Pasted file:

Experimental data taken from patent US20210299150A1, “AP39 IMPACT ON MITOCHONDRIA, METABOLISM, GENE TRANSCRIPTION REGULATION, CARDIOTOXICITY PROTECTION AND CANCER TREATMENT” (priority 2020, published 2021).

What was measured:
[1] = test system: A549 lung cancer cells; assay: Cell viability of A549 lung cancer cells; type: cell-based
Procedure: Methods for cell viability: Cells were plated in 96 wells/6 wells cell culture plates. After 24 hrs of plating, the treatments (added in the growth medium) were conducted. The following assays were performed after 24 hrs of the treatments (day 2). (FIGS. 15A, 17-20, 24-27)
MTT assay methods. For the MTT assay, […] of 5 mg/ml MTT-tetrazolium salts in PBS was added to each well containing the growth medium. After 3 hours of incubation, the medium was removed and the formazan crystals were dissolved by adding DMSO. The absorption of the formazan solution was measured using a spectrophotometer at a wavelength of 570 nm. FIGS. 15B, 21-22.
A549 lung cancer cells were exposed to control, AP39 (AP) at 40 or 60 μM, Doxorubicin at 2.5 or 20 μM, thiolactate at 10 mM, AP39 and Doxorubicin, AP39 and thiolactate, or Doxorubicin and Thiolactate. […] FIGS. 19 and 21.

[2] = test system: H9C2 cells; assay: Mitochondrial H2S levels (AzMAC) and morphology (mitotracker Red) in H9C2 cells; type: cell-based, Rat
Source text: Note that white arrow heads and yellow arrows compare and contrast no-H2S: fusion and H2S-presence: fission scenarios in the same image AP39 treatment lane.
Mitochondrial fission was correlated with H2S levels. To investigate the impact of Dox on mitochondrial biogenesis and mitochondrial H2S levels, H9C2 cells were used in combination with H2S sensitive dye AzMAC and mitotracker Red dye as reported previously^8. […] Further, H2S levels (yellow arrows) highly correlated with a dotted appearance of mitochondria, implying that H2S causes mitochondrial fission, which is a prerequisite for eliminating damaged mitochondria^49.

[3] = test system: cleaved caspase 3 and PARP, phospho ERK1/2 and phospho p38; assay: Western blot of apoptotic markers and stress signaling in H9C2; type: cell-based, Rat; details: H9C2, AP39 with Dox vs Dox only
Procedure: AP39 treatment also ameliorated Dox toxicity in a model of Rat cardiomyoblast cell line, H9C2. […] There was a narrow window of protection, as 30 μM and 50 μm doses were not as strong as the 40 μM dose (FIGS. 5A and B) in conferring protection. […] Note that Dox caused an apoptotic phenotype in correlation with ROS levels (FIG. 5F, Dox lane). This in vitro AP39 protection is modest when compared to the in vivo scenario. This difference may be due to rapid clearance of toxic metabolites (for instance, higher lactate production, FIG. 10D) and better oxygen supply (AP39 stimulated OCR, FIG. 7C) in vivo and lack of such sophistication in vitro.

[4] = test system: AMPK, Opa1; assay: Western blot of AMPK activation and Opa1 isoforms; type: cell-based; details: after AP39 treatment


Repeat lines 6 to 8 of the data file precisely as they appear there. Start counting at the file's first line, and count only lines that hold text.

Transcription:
A549 lung cancer cells were exposed to control, AP39 (AP) at 40 or 60 μM, Doxorubicin at 2.5 or 20 μM, thiolactate at 10 mM, AP39 and Doxorubicin, AP39 and thiolactate, or Doxorubicin and Thiolactate. […] FIGS. 19 and 21.

[2] = test system: H9C2 cells; assay: Mitochondrial H2S levels (AzMAC) and morphology (mitotracker Red) in H9C2 cells; type: cell-based, Rat
Source text: Note that white arrow heads and yellow arrows compare and contrast no-H2S: fusion and H2S-presence: fission scenarios in the same image AP39 treatment lane.